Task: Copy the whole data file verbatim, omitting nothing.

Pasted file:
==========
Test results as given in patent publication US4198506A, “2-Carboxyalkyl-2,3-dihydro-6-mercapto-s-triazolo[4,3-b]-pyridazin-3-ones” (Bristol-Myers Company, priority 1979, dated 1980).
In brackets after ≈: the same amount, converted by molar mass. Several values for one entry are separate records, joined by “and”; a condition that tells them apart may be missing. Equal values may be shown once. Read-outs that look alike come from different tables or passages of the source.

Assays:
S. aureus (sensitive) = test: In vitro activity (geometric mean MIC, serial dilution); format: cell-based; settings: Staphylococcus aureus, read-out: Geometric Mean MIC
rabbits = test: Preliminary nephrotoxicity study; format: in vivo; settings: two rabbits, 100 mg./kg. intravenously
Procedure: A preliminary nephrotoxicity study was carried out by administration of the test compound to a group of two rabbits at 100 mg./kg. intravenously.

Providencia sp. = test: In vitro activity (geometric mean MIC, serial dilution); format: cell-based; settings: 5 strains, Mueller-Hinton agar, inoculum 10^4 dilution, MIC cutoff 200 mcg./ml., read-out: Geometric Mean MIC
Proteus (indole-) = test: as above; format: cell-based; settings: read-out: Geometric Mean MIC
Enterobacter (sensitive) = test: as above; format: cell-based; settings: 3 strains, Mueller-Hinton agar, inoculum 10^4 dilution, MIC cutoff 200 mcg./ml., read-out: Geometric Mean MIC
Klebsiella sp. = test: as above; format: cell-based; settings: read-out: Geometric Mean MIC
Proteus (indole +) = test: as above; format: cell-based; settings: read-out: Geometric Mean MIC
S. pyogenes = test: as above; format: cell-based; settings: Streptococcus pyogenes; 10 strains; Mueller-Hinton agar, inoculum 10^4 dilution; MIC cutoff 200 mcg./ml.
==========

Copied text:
Test results as given in patent publication US4198506A, “2-Carboxyalkyl-2,3-dihydro-6-mercapto-s-triazolo[4,3-b]-pyridazin-3-ones” (Bristol-Myers Company, priority 1979, dated 1980).
In brackets after ≈: the same amount, converted by molar mass. Several values for one entry are separate records, joined by “and”; a condition that tells them apart may be missing. Equal values may be shown once. Read-outs that look alike come from different tables or passages of the source.

Assays:
S. aureus (sensitive) = test: In vitro activity (geometric mean MIC, serial dilution); format: cell-based; settings: Staphylococcus aureus, read-out: Geometric Mean MIC
rabbits = test: Preliminary nephrotoxicity study; format: in vivo; settings: two rabbits, 100 mg./kg. intravenously
Procedure: A preliminary nephrotoxicity study was carried out by administration of the test compound to a group of two rabbits at 100 mg./kg. intravenously.

Providencia sp. = test: In vitro activity (geometric mean MIC, serial dilution); format: cell-based; settings: 5 strains, Mueller-Hinton agar, inoculum 10^4 dilution, MIC cutoff 200 mcg./ml., read-out: Geometric Mean MIC
Proteus (indole-) = test: as above; format: cell-based; settings: read-out: Geometric Mean MIC
Enterobacter (sensitive) = test: as above; format: cell-based; settings: 3 strains, Mueller-Hinton agar, inoculum 10^4 dilution, MIC cutoff 200 mcg./ml., read-out: Geometric Mean MIC
Klebsiella sp. = test: as above; format: cell-based; settings: read-out: Geometric Mean MIC
Proteus (indole +) = test: as above; format: cell-based; settings: read-out: Geometric Mean MIC
S. pyogenes = test: as above; format: cell-based; settings: Streptococcus pyogenes; 10 strains; Mueller-Hinton agar, inoculum 10^4 dilution; MIC cutoff 200 mcg./ml.